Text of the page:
On B.S.

A few weeks ago on the bus, I overheard two guys discussing the difference between Engineering and Anthropology.  One of the guys said, “It’s so easy to B.S. in Anthro and get an ‘A’ because there are multiple correct answers. It’s not like in Engineering where there’s only one correct answer.”  Both snickered.  The other guy then gave the first guy some advice on how to do well on an upcoming engineering exam: “You don’t really have to have the correct answer.  Just write down some key concepts that are related to what the question is asking.  All you have to do is show you’re familiar with the material.” Maybe this is the overreaction of a bona-fide nerd, but I was indignant.

While I do think that this attitude may not be the majority of undergrads, it is alarming how many people have the attitude of University as another certificate and line on their resumes.  It’s the attitude “What’s the most I can get for the least amount of work?”  While efficiency is great, this isn’t quite efficiency.  It’s B.S.  Philosopher Harry Frankfurt dedicated a slim book “On Bullshit” in which he delineated the difference between lying and B.S.’ing.  When a person lies, they at least know what the truth is. However, when people B.S., they just don’t care what the truth is.  To Frankfurt, we tolerate B.S. more and more, and it’s more harmful than lying.  I’d like to think it’s more harmful than lying because people are only cheating themselves.  I mount my moral high-pony…

As an undergrad, I could never understand a few of my fellow students who saw school as entitlement, jumping through hoops, pulling the appropriate levers and pushing the appropriate buttons so they can get on with their “real” lives earning a comfortable living.  While I understand why not everyone is OK living the simple life, I can’t understand why they wouldn’t want to learn to get excited about learning.  Not only would they be more “competitive” in getting that coveted investment banking job because, honestly, they’d be smarter, but they’d be happier also.  The English class, various philosophy classes, astronomy classes, and anthropology classes I took as an undergrad have really made me a more resilient and happy person.  I also think that they made me a bit smarter.  Because I took the material seriously, school was never a chore.  I feel like those few students who have the attitude of getting the most for doing the least are indeed getting the least for doing the most.  Because they don’t enjoy what they learn, they’re wasting their time.  The benefits are also marginal, because more often than not, they’re not the best students and whatever brownie points they may get are marginal in their ultimate goal of getting that high paying job.  So they put in all that work and don’t enjoy it and may not even have any corporate-world fruits to enjoy from that labor (and tuition).  I guess this is what people mean by becoming a tool for corporations.  People learn to alienate themselves from their own brains thinking that it’s all for their rational-economic benefit in the end.  They think they’re gaming the system, but they gamed themselves.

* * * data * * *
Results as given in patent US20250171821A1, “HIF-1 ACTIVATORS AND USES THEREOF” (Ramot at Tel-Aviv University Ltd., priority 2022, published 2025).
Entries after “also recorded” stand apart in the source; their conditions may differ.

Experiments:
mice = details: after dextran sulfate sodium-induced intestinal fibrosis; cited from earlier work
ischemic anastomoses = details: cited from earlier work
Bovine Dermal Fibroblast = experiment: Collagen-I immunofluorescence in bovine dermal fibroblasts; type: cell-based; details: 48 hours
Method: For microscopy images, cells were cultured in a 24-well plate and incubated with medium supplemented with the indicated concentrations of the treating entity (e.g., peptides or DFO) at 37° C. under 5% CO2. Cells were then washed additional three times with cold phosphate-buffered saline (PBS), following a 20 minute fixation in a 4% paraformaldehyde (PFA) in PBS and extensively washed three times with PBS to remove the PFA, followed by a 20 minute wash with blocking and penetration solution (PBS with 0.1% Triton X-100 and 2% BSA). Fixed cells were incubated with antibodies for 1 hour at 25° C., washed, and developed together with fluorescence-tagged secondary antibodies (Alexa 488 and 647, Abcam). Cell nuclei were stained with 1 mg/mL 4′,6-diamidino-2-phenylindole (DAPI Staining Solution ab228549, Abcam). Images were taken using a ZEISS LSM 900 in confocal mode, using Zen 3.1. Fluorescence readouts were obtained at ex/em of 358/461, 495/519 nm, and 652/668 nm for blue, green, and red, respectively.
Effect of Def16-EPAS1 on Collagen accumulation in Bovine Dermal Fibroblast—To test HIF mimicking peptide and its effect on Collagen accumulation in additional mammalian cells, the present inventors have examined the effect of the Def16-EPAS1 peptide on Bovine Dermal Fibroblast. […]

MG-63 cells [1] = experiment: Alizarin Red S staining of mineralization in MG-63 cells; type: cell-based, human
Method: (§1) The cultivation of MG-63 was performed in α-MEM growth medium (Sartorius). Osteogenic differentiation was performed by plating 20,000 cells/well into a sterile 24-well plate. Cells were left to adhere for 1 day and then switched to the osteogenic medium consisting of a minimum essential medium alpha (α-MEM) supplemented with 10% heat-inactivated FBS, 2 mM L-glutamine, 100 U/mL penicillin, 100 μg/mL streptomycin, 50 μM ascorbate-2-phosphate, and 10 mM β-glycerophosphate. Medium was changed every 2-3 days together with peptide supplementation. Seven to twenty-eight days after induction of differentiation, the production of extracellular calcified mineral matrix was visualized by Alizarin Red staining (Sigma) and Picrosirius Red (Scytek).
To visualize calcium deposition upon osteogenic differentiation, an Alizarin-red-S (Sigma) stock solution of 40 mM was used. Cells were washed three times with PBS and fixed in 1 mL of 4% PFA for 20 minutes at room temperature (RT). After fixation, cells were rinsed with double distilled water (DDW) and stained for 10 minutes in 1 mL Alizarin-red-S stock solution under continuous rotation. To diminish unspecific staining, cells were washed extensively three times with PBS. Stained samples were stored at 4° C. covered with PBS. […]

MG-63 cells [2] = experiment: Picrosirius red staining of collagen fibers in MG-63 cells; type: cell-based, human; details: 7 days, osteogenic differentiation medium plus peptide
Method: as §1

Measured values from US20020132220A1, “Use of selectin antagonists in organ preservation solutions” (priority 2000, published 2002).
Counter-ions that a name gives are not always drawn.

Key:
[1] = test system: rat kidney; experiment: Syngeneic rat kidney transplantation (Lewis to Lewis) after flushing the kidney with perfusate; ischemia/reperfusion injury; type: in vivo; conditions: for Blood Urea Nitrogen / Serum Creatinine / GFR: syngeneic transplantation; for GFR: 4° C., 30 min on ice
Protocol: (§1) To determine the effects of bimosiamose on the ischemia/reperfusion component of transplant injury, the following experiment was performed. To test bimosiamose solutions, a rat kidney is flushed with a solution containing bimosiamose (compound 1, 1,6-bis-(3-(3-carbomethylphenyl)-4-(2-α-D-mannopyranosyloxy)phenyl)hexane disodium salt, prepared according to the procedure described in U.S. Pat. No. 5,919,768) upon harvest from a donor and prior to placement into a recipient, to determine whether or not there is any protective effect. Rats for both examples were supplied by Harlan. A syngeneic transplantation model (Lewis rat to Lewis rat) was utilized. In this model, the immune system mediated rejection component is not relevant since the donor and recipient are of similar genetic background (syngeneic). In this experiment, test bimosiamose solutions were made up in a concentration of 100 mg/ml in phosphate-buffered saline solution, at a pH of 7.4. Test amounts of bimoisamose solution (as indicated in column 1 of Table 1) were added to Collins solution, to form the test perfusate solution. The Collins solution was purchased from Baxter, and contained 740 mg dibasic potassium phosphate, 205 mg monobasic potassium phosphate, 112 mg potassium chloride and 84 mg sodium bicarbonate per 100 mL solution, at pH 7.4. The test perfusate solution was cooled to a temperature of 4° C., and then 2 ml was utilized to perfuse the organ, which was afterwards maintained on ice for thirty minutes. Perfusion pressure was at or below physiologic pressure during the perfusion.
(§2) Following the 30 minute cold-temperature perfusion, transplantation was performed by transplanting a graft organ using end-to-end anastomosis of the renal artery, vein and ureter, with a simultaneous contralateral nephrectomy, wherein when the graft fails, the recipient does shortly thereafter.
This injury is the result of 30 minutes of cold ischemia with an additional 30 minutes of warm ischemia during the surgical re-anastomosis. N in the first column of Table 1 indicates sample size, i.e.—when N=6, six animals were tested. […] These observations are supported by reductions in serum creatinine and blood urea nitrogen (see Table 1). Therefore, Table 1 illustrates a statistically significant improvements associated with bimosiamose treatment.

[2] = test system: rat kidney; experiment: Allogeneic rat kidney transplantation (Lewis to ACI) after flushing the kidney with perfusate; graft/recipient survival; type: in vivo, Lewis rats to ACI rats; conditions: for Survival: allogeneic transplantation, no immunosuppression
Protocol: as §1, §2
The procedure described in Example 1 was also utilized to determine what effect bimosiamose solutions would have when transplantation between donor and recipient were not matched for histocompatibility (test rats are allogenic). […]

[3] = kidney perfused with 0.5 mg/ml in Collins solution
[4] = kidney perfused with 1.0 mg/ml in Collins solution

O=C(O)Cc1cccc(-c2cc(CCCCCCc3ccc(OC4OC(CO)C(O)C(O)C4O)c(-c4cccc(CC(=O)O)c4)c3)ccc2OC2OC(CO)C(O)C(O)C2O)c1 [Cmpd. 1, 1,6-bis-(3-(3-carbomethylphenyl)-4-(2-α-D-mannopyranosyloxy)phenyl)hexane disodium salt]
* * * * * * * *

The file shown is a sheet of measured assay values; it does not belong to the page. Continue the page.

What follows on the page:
I’m not saying that corporate jobs are inherently evil.  In fact, I think it would be a lot more robust and ethical if people learned to learn.  The corporate world would also be happier, too, if there were happier people in it.  Think about workplaces where people have genuine interests (and could express them without shame) and can play creative pranks on each other.

So let’s dispel that myth that B.S. gets you somewhere.  I now dismount.

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